SOUTH PORTLAND – Recently, my friend Michael McDonough invited me, repeatedly, to a reunion of past Munjoy Hill residents, put on annually by the “Hill Boys.”

Finally, I reluctantly agreed to join him. I figured I’d go for a few minutes, have a beer, eat a piece of pizza and then make some excuse to leave.

“You’ll see a lot of people you know,” Mike promised. But I grew up on Washington Avenue — does that qualify me as a Hill Boy?

Sure, I “hung around” and had some friends on the Hill, but I had to ascend Cumberland Avenue to do it.

Having just returned to the area three years ago after being away for 30 years, I questioned if I would know a lot of people. I spent a career with the federal government, bouncing around the country, making many acquaintances that ended with a transfer notice.

So, even if I did know people at the function what would I have in common with my old Munjoy Hill buddies?

When I arrived at the dinner, Mike was securing a table at a strategically chosen corner of the room so he could see all those who approached.

A former Portland police commander, Mike is still tactical even when choosing his seat at a social function.

I was less than two feet inside the door when Rocco Toppi, a big guy with a friendly face, bellowed out, “Hey, that’s Billy King.”

I knew immediately that it was somebody I had known many years ago, not because I recognized the voice, but because I haven’t been called “Billy” for decades.

Rocco immediately extended his hand and the warmth that exuded from him set the tone of the evening.

He wanted to know if I recognized the fellow with him, Mark Moran.

I didn’t recognize him or most of the “Hill Boys.” We have all gained a few extra pounds and our hair isn’t as dark or plentiful as it once was. But cosmetics aside, the boys of Munjoy Hill were the same as I remembered.

Eddie Edmond was a great baseball player who, I’m convinced, would have gone pro if he had grown up in a warmer climate. Peter Gribben, who to this day I still call “Mr. Gribben,” because he was my history teacher at Portland High and because his years of charitable work with church and civic organizations has earned him the respect that the title brings. And John Keaney, who along with his wife Mary are two of the classiest Mainers you’ll ever know.

Other Munjoy Hill alumni have distinguished themselves through hard work, displaying the crusty determination that the Hill instilled — Dr. Jim Moran, a well-known psychologist, business owner Michael Troiano and restaurateur Tommy Manning.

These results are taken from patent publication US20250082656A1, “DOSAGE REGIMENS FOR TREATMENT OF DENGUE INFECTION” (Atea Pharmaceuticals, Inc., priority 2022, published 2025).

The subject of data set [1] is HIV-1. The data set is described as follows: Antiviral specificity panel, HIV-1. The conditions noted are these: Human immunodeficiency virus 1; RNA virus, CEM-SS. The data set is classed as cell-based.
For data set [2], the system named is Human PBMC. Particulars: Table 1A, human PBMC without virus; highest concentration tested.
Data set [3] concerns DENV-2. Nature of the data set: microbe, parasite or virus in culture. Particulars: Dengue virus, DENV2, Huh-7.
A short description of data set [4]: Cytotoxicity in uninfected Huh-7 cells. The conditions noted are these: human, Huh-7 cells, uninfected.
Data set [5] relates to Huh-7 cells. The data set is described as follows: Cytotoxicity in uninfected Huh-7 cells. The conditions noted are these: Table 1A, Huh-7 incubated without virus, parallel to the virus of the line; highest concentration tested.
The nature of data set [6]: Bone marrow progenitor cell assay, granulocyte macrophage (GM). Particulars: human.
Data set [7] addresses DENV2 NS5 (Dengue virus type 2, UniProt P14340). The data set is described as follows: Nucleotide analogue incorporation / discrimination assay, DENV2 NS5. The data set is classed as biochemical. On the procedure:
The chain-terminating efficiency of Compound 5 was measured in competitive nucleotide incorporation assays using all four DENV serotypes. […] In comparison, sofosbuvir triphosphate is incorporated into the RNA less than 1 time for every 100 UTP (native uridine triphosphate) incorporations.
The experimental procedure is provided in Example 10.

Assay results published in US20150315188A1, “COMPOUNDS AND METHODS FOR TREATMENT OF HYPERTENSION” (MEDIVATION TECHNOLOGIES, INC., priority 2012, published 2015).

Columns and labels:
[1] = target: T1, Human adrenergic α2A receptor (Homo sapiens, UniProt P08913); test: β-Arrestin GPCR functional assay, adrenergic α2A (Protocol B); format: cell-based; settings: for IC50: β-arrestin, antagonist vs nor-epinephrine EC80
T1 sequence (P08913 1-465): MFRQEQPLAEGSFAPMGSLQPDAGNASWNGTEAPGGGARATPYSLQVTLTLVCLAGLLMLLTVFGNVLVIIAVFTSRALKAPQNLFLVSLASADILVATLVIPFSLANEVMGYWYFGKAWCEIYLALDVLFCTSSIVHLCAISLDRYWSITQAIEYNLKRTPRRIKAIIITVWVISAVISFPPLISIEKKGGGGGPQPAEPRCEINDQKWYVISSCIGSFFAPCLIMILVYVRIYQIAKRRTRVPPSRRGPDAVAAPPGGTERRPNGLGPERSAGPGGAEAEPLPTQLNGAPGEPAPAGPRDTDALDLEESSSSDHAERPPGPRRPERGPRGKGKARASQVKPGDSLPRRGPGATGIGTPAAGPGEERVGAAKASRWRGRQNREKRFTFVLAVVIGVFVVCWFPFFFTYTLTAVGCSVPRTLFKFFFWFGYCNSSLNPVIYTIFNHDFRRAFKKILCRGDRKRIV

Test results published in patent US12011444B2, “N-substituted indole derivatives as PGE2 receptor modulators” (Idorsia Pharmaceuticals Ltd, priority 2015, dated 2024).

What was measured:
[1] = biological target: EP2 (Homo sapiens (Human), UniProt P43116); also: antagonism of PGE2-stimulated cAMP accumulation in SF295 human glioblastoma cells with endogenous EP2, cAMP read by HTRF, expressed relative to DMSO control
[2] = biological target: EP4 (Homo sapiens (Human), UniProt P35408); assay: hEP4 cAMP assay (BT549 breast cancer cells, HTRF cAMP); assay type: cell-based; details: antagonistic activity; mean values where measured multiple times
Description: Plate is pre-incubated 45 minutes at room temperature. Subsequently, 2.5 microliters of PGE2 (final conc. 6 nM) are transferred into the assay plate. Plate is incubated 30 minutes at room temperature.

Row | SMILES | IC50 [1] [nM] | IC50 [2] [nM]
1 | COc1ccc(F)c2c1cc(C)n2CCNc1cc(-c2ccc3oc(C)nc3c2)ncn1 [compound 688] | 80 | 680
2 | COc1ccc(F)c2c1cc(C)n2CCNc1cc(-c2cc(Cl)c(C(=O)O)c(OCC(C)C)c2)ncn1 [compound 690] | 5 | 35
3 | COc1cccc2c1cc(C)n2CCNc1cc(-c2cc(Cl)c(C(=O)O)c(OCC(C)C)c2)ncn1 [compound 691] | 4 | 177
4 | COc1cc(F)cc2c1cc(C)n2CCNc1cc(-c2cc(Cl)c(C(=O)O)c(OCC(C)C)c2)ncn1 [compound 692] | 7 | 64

Slimmy Lee has helped more young people through his work at the Portland Boys Club, and later the Boys and Girls Club, than most social programs could fathom.

The Olore twins, whose father (God rest his soul) coached me, and hundreds of Portland boys, in Little League.

When I first returned to Portland, I looked for housing on Munjoy Hill, remembering the sense of neighborhood that was there.

The prices and lack of parking were deal-breakers — the neighborhood now boasts condos and chic restaurants similar to the ones I frequented when I was assigned to New York City.

I had missed something over the last 30 years, and when I went house hunting that day, I thought Munjoy Hill was it. It now struck me that it wasn’t the geography that I missed — it was the people.

The “Hill Boys” alumni had shared struggles — we were all from mostly Italian or Irish decent, working-class families. We grew up when there were no cell phones, computer games or social media.

Our socializing was all face-to-face contact, and it was done on the street corners, outside Siegel’s and Block’s Variety store. You established friends and settled differences — and bonded with each other.

We still share a sense of pride, evidenced by the T-shirts that Freddie Haynes was selling with the simple words “Munjoy Hill” inscribed on the front.

We toasted to other Hill Boys who have long since passed, like Captain Jack Duffy who lost his life in Vietnam, and Joey Cavallaro, a Portland firefighter who died battling a fire.

I realize now that even if I had been willing to pay the current high prices for Hill property, it could never be the same.

Johnny Bellino organizes the Hill Boys’ reunion every year to maintain the camaraderie.

I think Johnny and the others at the event realize that there are no more Munjoy Hills — the sense of neighborhood pride may possibly be lost in the electronic age.

Nevertheless, for that one evening, crammed in a small function room, shared memories kept our neighborhood alive.

Those bonds proved to be as strong as Portland Cement — the Munjoy Hill brand.

– Special to the Press Herald